CURRENTLY IN LONDON THERE ARE: 265 depict historical figures, of which 17 are of women
ABOUT STATUES IN LONDON
London is a diverse city, with a diverse art scene. However it doesn’t fair well in the gender equality of statues! Although there is no clear list of statues in London, it is estimated that around the 265 depict historical figures, of which 17 are of women. The percentage of women’s statues in the UK that aren’t mythical or royal is approximately 3%, with more statues of statues named John dotted around the country than of women! This puts London, at 6%, double the national average. Some examples of statues of women in London include Virginia Woolfe, Ada Salter, Sarah Siddons, Noor Inyat Khan, Mary Seacole, Louisa Blake and most recently, Millicent Fawcett.
CURRENT STATUES OF WOMEN IN LONDON
Ada Salter was an English social reformer, environmentalist, pacifist and Quaker, President of the Women's Labour League and President of the National Gardens Guild. She was one of the first women councillors in London, and was the first woman to be elected as a mayor in London. Her statue is part of the work ‘Dr Salters Daydream’ by Diane Gorvin which depicts the whole Salter family, including daughter Joyce who sadly contracted Scarlett Fever and died aged 8. The statues can be found at Bermondsey Wall East, Cherry Gardens.
Noor Inyat Khan
Noor Inyat Khan was a wartime British secret agent of Indian descent who was the first female radio operator sent into Nazi-occupied France by the Special Operations Executive (SOE). Her work became crucial to the war effort, helping airmen escape and allowing important deliveries to come in. Towards the end of the war, she was betrayed, arrested and eventually executed by the Gestapo. She was posthumously awarded the George Cross and a French Croix de Guerre with silver star. Her bust can be found at Gordon Square Gardens.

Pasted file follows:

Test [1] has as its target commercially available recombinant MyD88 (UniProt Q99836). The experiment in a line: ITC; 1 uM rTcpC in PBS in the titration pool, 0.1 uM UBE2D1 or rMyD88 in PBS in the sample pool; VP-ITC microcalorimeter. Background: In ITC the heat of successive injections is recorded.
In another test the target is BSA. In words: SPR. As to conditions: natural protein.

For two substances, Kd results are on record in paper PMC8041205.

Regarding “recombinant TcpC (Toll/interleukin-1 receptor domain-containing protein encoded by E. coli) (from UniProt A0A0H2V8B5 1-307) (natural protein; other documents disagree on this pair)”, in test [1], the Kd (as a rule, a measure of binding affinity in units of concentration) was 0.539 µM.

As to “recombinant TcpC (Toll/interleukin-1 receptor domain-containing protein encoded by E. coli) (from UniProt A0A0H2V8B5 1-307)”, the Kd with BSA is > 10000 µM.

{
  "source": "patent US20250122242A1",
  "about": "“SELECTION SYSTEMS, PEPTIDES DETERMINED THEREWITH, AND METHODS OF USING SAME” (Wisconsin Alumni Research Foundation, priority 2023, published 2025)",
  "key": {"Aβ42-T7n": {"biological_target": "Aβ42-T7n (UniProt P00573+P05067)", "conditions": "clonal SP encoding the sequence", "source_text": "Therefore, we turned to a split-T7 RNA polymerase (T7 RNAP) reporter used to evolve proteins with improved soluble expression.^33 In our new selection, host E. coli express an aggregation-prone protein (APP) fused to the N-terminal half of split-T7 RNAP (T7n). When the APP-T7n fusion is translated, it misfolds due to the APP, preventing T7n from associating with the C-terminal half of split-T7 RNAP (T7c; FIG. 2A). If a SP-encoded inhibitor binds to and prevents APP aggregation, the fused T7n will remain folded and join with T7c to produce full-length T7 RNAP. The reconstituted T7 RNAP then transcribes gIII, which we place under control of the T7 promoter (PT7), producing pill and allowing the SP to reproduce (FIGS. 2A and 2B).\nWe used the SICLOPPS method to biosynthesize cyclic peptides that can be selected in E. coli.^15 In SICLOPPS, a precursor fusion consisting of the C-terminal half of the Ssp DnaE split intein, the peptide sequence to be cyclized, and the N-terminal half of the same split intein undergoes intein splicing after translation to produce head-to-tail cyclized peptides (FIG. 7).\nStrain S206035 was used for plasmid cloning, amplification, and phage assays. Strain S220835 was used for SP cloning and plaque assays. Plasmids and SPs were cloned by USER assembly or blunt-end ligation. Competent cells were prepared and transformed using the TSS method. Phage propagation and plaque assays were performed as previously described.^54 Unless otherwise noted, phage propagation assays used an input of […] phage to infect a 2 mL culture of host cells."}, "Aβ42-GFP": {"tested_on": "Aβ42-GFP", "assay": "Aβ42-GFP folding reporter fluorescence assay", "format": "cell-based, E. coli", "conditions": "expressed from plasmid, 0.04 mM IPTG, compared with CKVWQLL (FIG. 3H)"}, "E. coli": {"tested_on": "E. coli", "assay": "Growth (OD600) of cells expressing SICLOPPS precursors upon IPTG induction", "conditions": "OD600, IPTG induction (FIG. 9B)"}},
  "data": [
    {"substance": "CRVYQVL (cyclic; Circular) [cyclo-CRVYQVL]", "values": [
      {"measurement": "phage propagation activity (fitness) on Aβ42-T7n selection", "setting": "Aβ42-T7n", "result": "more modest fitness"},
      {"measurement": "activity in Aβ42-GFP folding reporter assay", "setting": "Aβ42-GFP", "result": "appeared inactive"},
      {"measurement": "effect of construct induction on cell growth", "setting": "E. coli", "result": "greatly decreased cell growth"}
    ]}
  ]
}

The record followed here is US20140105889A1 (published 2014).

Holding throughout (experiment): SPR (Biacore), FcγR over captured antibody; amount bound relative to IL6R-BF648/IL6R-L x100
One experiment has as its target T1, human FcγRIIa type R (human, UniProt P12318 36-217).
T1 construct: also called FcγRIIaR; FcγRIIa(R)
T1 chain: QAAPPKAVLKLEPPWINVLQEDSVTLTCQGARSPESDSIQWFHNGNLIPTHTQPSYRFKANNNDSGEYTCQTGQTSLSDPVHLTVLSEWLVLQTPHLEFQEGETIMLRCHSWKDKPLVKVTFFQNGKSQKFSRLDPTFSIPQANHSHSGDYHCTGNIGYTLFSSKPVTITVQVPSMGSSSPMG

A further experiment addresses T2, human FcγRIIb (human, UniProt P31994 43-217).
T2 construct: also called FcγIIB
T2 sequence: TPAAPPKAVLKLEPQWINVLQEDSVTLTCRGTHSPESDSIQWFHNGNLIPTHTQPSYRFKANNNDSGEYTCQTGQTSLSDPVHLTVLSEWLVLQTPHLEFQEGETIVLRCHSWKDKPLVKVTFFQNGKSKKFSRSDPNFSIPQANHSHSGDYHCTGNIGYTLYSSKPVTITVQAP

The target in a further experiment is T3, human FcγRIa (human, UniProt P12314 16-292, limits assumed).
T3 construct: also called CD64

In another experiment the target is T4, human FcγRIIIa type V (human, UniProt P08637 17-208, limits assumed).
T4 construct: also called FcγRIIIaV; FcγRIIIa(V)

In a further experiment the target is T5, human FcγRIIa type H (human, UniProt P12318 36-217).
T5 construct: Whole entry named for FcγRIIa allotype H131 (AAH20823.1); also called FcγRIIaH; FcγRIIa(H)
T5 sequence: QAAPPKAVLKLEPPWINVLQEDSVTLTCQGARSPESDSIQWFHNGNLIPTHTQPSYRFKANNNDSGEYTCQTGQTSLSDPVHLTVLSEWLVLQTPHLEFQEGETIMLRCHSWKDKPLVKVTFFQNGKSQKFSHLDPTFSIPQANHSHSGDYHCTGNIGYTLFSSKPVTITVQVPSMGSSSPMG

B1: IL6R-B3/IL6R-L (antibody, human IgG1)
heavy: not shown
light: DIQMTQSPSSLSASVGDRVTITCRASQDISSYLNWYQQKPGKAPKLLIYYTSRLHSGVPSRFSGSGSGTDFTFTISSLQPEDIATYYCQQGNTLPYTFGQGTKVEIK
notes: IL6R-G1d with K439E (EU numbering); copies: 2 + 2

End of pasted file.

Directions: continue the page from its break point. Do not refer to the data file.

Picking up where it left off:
Dr. Louisa Blake was one of the first British women to enter the world of medicine. She was an esteemed and respected Doctor during World War 1 and as dean of the London School of Medicine For Women, she also worked tirelessly to encourage fellow women to take up the profession. Her bust can be found at Tavistock Square
Mary Seacole was a Jamaican born pioneering nurse and heroine of the Crimean War, who as a woman of mixed race overcame a double prejudice. Seacole travelled to England again, and approached the War Office, asking to be sent as an army nurse to the Crimea where there was known to be poor medical facilities for wounded soldiers. She was refused and so raised her own funds to enable her trip to Crimea where she established the war hospital ’The British Hotel’ Often overshadowed in the history books by the work of Florence Nightingale, she was a well loved nurse and was given the nickname ‘Mother Seacole’. Her statue was opposed by the head of The Nightingale Society who claimed the depiction of Seacole would damage the memory of Florence Nightingale. Thankfully the statue went ahead and both women are able to be celebrated in their own right for their own individual work! Her statue can be found outside St Thomas’ Hospital, Lambeth